Polyansky’s installation in Washington — at the expense of Teller, an ideological purist and policy aficionado — signals a shift toward a more politically sensitive legislative approach that some Cruz allies have noticed since his return to the Senate. As a Texas-based strategist with deep experience in Iowa politics, Polyansky straddles two geographical areas of deep interest to the senator, a native Texan who earlier this year made a strong and successful play to win the Iowa caucuses.
The moves send a clear signal, if there was any doubt, that Cruz, the runner-up for this year’s Republican nomination, is preparing for another run in 2020.
Though Cruz’s top officials have been plotting this reconfiguration since his exit from the race in May, plans accelerated in recent weeks with Cruz asking Polyansky to come aboard and Teller agreeing to join Campbell at the new nonprofits. Polyansky, who lives in Houston with his wife and two young children, says the opportunity “wasn’t something that was really on my radar” but that he accepted without hesitation. He will keep his family in Texas but work primarily from Washington.
Before joining the Cruz campaign, Polyansky served as a senior strategist for Wisconsin governor Scott Walker in Iowa, where Walker led the polls for months before his campaign imploded last summer. He also served as the lead strategist on Joni Ernst’s 2014 Senate campaign and advised Mike Huckabee’s 2008 presidential campaign, when he helped lead the former Arkansas governor to a surprise victory in the Iowa caucuses.
Equally intriguing is the reassignment of Teller, who is both a longtime Hill staffer and fixture of Washington’s conservative movement. As Cruz’s chief of staff, Teller used his wealth of connections to help the freshman senator build alliances with D.C.’s most prominent conservative actors and institutions — duties he will continue from his perch in the new-look political operation.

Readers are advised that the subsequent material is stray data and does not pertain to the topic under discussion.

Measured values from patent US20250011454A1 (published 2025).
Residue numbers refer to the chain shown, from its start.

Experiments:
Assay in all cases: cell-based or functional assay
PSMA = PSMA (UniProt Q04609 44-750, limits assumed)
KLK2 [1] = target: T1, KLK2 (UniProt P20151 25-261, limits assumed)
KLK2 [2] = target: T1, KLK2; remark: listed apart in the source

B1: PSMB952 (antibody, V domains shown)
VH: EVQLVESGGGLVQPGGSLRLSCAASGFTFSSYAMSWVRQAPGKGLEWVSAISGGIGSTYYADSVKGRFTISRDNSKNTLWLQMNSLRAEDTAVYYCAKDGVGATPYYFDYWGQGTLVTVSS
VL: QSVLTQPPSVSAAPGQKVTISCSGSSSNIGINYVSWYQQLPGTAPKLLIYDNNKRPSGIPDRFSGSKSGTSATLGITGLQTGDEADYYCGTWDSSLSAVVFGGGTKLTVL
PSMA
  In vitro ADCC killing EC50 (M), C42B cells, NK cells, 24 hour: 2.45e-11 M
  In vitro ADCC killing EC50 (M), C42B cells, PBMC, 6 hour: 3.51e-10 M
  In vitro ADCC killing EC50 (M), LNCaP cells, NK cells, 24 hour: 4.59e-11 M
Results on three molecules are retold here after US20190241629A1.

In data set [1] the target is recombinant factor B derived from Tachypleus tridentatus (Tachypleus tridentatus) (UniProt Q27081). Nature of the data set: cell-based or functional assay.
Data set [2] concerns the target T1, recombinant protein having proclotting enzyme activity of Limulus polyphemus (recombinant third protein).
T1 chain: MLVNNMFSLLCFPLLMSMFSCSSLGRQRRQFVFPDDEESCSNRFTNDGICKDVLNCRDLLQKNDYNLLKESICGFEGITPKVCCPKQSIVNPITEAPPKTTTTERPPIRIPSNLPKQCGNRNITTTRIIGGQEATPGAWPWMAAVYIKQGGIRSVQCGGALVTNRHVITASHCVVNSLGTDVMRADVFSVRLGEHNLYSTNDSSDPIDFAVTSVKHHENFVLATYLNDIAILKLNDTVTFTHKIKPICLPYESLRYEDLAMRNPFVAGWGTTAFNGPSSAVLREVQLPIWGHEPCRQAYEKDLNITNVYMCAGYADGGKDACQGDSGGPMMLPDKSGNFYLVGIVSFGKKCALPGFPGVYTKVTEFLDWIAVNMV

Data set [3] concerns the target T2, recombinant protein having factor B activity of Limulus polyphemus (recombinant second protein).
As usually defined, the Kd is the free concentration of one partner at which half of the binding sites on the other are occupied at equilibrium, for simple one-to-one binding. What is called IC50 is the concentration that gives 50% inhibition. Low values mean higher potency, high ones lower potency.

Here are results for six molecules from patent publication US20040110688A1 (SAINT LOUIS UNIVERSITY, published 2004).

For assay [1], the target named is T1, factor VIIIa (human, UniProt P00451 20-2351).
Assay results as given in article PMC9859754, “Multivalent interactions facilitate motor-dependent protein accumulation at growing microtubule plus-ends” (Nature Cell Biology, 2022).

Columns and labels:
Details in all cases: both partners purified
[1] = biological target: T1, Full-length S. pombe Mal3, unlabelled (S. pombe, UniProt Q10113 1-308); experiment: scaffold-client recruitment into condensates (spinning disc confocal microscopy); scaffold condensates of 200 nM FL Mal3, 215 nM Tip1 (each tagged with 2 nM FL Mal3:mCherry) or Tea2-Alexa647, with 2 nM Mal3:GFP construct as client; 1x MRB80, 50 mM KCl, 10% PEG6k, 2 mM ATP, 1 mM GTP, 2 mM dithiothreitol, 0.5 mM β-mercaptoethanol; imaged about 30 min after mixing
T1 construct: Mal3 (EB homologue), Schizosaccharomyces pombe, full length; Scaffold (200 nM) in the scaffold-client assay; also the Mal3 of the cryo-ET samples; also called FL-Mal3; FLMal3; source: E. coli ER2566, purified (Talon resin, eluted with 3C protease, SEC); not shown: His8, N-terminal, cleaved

Cruz, who has been a controversial figure since he joined Congress, gave the equivalent of the middle finger to the Republican establishment when he hired Teller in January 2014. As the executive director of the conservative Republican Study Committee — a caucus of some 170 House Republicans — Teller had enraged members of the GOP leadership by rallying outside advocacy groups against legislation backed by Speaker John Boehner’s office. When he worked to organize opposition to a budget deal at the end of 2013, then-RSC director Steve Scalise fired him — and within a month, Cruz hired him as his deputy chief of staff.
Campbell and Teller, who communicated regularly throughout the campaign to coordinate schedules and strategy, will be the yin and yang of Cruz’s new enterprise. Campbell earned a doctoral degree in higher-education management and has considerable executive experience, including 30 years running his own consulting firm. He will handle the complex administrative duties that come with running a nonprofit. Teller, on the other hand, has a Ph.D. in political science and is one of Washington’s best-connected activists. After spending 25 years inside the conservative movement, he will leverage his deep rolodex to position Cruz at the forefront of the issues galvanizing the grassroots.
In Cruz’s Senate office, a transition is already under way. Polyansky expects to start in the next two weeks.
— Eliana Johnson is the Washington editor of National Review. Tim Alberta is the chief political correspondent for National Review.